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Effect of Brain Lesion Severity on Treatment Response in Late-Life Depression

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ClinicalTrials.gov Identifier: NCT00339066
Recruitment Status : Completed
First Posted : June 20, 2006
Last Update Posted : August 9, 2013
Sponsor:
Collaborator:
National Institute of Mental Health (NIMH)
Information provided by (Responsible Party):
Duke University

Brief Summary:
This study will determine the relationship between brain lesion severity, treatment response, and frontal lobe brain function in people with late-life depression (LLD).

Condition or disease Intervention/treatment Phase
Depression Drug: Sertraline Not Applicable

Detailed Description:

Depression in older adults is a major public health problem and it often goes underdiagnosed and undertreated. A significant number of people with LLD, especially those with cerebrovascular risk factors, have subcortical grey matter and frontal deep white matter brain lesions. Some studies suggest that these lesions, or hyperintensities, may be associated with poor acute and long-term depression treatment response. Similarly, studies have shown that people with LLD frequently have functional deficits in the frontal lobe portion of their brains. This dysfunction has been shown to be associated with poor acute treatment response with a tricyclic antidepressant drug, as well as with a greater risk for depression relapse. The applicability of these findings to other classes of antidepressant medications, such as selective serotonin reuptake inhibitors (SSRIs), however, remains unknown. Additionally, more information is needed about the interaction between frontal brain lesions and executive function deficits in LLD. This study will determine the relationship between brain lesion severity, treatment response, and frontal lobe function in people with late-life depression who are being treated with the SSRI sertraline.

Participants in this open label study will first undergo neuropsychological testing to determine eligibility. All eligible participants will be treated with sertraline for 12 weeks. Dosages will begin at 25 mg per day, and will be increased to 50 mg per day after 4 days. Any other dosage modifications will depend on the participant's individual response to the medication. All participants will have an MRI scan at some point during the study. Assessments of symptoms and treatment response will occur at the study site biweekly until Week 8, and then again at Week 12.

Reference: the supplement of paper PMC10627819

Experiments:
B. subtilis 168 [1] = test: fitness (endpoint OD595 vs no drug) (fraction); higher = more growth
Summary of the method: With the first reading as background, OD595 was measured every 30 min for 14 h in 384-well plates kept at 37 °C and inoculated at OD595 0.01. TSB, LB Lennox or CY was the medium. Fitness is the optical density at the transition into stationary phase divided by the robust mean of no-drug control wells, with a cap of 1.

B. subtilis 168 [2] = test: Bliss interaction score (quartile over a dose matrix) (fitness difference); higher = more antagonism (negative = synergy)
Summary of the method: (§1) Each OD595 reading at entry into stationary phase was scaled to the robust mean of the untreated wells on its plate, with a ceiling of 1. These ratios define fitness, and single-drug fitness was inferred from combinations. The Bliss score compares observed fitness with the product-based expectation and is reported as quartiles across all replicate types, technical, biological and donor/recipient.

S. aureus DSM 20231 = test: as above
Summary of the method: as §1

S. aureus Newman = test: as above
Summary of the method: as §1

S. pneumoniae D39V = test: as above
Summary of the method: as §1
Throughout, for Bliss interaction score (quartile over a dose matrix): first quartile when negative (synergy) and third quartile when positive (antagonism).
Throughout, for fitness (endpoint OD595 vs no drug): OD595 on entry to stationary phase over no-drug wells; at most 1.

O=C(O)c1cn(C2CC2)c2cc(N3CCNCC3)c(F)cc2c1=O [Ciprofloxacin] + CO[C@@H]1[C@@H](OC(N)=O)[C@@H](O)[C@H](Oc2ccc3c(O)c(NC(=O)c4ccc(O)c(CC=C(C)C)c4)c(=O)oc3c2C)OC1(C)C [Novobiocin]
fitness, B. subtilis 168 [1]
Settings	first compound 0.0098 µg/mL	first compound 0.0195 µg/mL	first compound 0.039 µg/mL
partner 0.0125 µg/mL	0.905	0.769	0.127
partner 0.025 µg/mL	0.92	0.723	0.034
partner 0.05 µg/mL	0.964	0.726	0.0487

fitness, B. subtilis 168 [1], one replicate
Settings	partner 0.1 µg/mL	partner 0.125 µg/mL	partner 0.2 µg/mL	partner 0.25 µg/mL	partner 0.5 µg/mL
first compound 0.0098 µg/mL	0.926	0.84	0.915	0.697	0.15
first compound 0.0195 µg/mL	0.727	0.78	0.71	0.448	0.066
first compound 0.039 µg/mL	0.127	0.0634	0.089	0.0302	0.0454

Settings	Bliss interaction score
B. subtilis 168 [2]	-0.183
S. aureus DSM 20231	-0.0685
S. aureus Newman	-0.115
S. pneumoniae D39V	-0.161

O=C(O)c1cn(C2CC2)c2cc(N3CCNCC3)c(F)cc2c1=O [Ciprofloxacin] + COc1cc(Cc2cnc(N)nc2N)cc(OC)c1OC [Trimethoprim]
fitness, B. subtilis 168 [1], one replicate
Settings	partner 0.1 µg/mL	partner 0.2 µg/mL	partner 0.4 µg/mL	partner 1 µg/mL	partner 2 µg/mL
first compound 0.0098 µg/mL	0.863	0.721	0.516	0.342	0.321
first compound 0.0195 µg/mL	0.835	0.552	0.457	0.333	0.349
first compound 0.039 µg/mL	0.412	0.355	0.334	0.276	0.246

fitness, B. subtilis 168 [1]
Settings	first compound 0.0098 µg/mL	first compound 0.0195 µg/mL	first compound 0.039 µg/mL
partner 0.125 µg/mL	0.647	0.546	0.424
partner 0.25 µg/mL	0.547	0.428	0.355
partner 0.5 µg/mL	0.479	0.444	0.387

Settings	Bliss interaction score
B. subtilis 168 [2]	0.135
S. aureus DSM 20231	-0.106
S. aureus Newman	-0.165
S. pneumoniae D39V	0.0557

Study Type : Interventional  (Clinical Trial)
Actual Enrollment : 131 participants
Allocation: Non-Randomized
Intervention Model: Single Group Assignment
Masking: None (Open Label)
Primary Purpose: Treatment
Official Title: Treatment Outcomes of Vascular Depression
Study Start Date : August 2001
Actual Primary Completion Date : March 2006
Actual Study Completion Date : March 2006

Resource links provided by the National Library of Medicine

U.S. FDA Resources




Primary Outcome Measures :
  1. Measured at Week 12: Montgomery-Asberg Depression Scale (MADRS)

Secondary Outcome Measures :
  1. Measured at Week 12: Hamilton Depression Rating Scale (Ham-D)
  2. Clinical Global Impression (CGI)
  3. Quality of Life Assessment
  4. Disability Assessment


Information from the National Library of Medicine

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Ages Eligible for Study:   60 Years and older   (Adult, Senior)
Sexes Eligible for Study:   All
Accepts Healthy Volunteers:   No
Criteria

Inclusion Criteria:

  • DSM-IV of major depressive disorder (MDD)
  • Score of greater than 20 on the MADRS (score of greater than 17 for atypical depression)
  • Score of greater than 20 on the Mini Mental State Examination (MMSE)

Exclusion Criteria:

  • Any condition that may make having an MRI medically inadvisable
  • Any severe or unstable medical conditions
  • Any known primary neurological disorders, including history of stroke
  • Any other simultaneous Axis I disorder
  • History of substance or alcohol abuse disorder within 6 months prior to study entry
  • Currently at risk for suicide
  • History of failed prior adequate trials of two antidepressants for the current depressive episode
  • History of failed prior adequate trial of sertraline
  • Current use of any other psychoactive medications (medication washout will be required)

Information from the National Library of Medicine

To learn more about this study, you or your doctor may contact the study research staff using the contact information provided by the sponsor.

Please refer to this study by its ClinicalTrials.gov identifier (NCT number): NCT00339066


Locations
United States, Missouri
Washington University in St. Louis
St. Louis, Missouri, United States, 63130
United States, North Carolina
Duke University Medical Center
Durham, North Carolina, United States, 27706
Sponsors and Collaborators
Duke University
National Institute of Mental Health (NIMH)
Investigators
Principal Investigator: P. Murali Doraiswamy, MD Duke University

Publications automatically indexed to this study by ClinicalTrials.gov Identifier (NCT Number):
Responsible Party: Duke University
ClinicalTrials.gov Identifier: NCT00339066     History of Changes
Other Study ID Numbers: 2524
R01MH062158 ( U.S. NIH Grant/Contract )
DATR A4-GPX
First Posted: June 20, 2006    Key Record Dates
Last Update Posted: August 9, 2013
Last Verified: February 2008

Keywords provided by Duke University:
Late-Life Depression

Additional relevant MeSH terms:
Depression
Depressive Disorder
Behavioral Symptoms
Mood Disorders
Mental Disorders
Sertraline
Antidepressive Agents
Psychotropic Drugs
Serotonin Uptake Inhibitors
Neurotransmitter Uptake Inhibitors
Membrane Transport Modulators
Molecular Mechanisms of Pharmacological Action
Neurotransmitter Agents
Serotonin Agents
Physiological Effects of Drugs